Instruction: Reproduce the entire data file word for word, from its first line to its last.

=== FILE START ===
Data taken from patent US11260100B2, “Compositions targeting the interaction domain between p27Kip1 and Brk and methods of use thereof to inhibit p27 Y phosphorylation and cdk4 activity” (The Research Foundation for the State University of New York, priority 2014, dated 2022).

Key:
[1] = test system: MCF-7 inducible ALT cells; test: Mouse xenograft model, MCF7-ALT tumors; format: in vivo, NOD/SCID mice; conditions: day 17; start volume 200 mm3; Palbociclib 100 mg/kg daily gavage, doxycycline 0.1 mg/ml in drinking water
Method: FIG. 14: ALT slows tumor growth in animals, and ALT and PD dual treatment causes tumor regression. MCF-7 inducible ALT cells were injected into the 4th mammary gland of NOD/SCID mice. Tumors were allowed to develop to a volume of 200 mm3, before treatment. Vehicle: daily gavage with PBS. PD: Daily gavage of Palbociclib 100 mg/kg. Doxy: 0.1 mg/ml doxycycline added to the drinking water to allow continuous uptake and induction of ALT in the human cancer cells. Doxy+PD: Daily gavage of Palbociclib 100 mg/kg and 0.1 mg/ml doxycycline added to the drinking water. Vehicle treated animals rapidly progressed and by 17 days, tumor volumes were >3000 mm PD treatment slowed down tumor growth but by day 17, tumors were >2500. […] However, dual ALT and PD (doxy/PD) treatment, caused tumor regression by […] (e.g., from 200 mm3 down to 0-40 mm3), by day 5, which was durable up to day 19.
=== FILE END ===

Data taken from patent US11260100B2, “Compositions targeting the interaction domain between p27Kip1 and Brk and methods of use thereof to inhibit p27 Y phosphorylation and cdk4 activity” (The Research Foundation for the State University of New York, priority 2014, dated 2022).

Key:
[1] = test system: MCF-7 inducible ALT cells; test: Mouse xenograft model, MCF7-ALT tumors; format: in vivo, NOD/SCID mice; conditions: day 17; start volume 200 mm3; Palbociclib 100 mg/kg daily gavage, doxycycline 0.1 mg/ml in drinking water
Method: FIG. 14: ALT slows tumor growth in animals, and ALT and PD dual treatment causes tumor regression. MCF-7 inducible ALT cells were injected into the 4th mammary gland of NOD/SCID mice. Tumors were allowed to develop to a volume of 200 mm3, before treatment. Vehicle: daily gavage with PBS. PD: Daily gavage of Palbociclib 100 mg/kg. Doxy: 0.1 mg/ml doxycycline added to the drinking water to allow continuous uptake and induction of ALT in the human cancer cells. Doxy+PD: Daily gavage of Palbociclib 100 mg/kg and 0.1 mg/ml doxycycline added to the drinking water. Vehicle treated animals rapidly progressed and by 17 days, tumor volumes were >3000 mm PD treatment slowed down tumor growth but by day 17, tumors were >2500. […] However, dual ALT and PD (doxy/PD) treatment, caused tumor regression by […] (e.g., from 200 mm3 down to 0-40 mm3), by day 5, which was durable up to day 19.